Journal of Biomedicine and Biotechnology

            5

            (1) Production of pathogen inhibitory substances

            (2) Blocking of pathogenic bacterial cells adhesion sites

            (3) Nutrient competition and production Gut lumen

            (4) Degradation of toxins and toxin receptors

            (5) Modulation of the immune responses

            Mucous layer

            Gut epithelium Bloodstream

            Probiotic bacteria Potentially pathogenic bacteria Inhibitory substances Nutrients

            Toxin receptors Toxins Antibodies Antigen presenting cells

            Figure 2: Pathways by which a probiotic can positively in?uence human health. They can in?uence human health by (1) production of pathogen inhibitory substances; (2) blocking of pathogenic bacteria adhesion sites; (3) nutrient competition and production; (4) degradation of toxins and toxin receptors; (5) modulation of innate immune responses.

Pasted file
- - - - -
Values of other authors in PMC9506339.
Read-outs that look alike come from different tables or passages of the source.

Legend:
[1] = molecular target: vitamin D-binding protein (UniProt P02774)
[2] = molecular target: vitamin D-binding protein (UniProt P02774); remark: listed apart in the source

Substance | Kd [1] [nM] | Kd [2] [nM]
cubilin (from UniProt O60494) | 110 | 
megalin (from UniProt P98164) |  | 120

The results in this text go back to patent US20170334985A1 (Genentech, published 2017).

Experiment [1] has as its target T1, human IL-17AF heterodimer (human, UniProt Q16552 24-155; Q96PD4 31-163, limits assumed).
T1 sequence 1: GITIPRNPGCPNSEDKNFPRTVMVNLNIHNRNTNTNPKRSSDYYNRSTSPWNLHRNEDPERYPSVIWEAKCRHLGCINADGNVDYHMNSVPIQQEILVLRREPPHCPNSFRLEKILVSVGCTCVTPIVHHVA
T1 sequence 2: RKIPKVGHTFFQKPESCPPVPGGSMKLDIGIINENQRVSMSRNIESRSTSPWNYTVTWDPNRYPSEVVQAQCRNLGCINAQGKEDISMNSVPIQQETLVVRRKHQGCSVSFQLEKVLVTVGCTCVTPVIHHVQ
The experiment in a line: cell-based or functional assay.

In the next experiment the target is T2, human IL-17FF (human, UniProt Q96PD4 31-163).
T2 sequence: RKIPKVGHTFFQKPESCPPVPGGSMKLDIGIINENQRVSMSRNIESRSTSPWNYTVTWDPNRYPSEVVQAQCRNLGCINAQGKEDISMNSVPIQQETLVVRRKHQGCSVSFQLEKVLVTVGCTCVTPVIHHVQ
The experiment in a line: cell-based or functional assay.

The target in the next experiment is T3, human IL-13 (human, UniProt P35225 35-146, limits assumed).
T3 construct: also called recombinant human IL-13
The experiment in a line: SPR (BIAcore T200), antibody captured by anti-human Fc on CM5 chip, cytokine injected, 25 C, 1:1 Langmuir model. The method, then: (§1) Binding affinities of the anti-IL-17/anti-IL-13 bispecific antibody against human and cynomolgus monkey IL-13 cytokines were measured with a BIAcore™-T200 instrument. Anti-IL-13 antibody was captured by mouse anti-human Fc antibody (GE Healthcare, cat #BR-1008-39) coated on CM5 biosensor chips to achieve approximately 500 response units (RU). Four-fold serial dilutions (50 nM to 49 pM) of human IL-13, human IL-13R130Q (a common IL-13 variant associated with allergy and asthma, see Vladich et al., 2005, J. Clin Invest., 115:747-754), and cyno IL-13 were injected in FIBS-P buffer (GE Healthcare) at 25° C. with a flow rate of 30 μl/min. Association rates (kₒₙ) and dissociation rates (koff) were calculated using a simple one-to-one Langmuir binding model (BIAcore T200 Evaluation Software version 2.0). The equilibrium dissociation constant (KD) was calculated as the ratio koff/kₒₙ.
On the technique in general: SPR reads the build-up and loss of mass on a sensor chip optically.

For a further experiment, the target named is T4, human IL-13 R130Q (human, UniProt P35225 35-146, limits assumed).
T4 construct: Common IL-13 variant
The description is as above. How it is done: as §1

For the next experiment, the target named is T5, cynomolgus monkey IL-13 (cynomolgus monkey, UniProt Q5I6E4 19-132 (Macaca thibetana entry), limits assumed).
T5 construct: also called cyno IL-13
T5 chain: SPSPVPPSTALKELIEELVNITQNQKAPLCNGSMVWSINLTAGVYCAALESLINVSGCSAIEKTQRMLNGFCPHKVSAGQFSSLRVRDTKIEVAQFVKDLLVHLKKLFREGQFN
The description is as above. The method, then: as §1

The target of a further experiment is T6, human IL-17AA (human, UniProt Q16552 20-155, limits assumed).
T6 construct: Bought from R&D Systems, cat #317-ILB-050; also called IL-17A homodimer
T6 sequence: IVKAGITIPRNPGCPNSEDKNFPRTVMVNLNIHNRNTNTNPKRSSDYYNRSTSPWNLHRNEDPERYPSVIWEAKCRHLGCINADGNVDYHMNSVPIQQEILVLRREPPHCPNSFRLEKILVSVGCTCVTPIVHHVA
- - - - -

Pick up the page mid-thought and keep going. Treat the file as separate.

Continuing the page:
LDL [102]. Studies have also demonstrated that the delivery of certain strains of Lactobacilli can alleviate symptoms associated with IBD [103, 104]. Probiotics have also been proposed as a potential treatment option for NAFLD because of their modulating e?ect on the gut ?ora that could in?uence the gut-liver axis towards a healthy state. NAFLD is characterized by the release of in?ammatory cytokines and commensal bacteria have been shown to provoke anti-in?ammatory responses from the gut epithelia, suggesting a mechanism of action to treat the disease [105]. Probiotics can have an inhibitory impact on the development of NAFLD by a number of mechanisms: competitive inhibition of pathogenic bacterial strains, alteration of the in?ammatory e?ects of pathogenic strains through changes in cytokine signalling, improvement of the function of the epithelial barrier and direct decreases of proin?ammatory cytokines, including TNF-α [105]. VSL#3 is a high-potency medical food probiotic made up of a number of di?erent bacterial strains [106]. These strains